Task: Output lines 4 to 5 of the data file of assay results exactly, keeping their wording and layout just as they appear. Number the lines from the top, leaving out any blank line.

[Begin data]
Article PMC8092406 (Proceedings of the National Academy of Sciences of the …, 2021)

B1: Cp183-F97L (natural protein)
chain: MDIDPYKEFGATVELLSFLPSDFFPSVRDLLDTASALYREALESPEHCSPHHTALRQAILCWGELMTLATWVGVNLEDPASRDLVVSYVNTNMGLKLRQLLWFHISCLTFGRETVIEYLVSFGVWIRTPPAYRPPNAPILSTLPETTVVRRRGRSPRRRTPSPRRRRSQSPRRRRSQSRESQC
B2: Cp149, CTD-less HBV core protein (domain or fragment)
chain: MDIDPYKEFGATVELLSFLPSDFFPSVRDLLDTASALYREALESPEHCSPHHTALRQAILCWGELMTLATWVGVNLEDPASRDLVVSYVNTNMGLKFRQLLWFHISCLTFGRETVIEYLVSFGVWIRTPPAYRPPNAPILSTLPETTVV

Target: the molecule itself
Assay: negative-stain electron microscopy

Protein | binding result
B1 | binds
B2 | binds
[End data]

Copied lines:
B2: Cp149, CTD-less HBV core protein (domain or fragment)
chain: MDIDPYKEFGATVELLSFLPSDFFPSVRDLLDTASALYREALESPEHCSPHHTALRQAILCWGELMTLATWVGVNLEDPASRDLVVSYVNTNMGLKFRQLLWFHISCLTFGRETVIEYLVSFGVWIRTPPAYRPPNAPILSTLPETTVV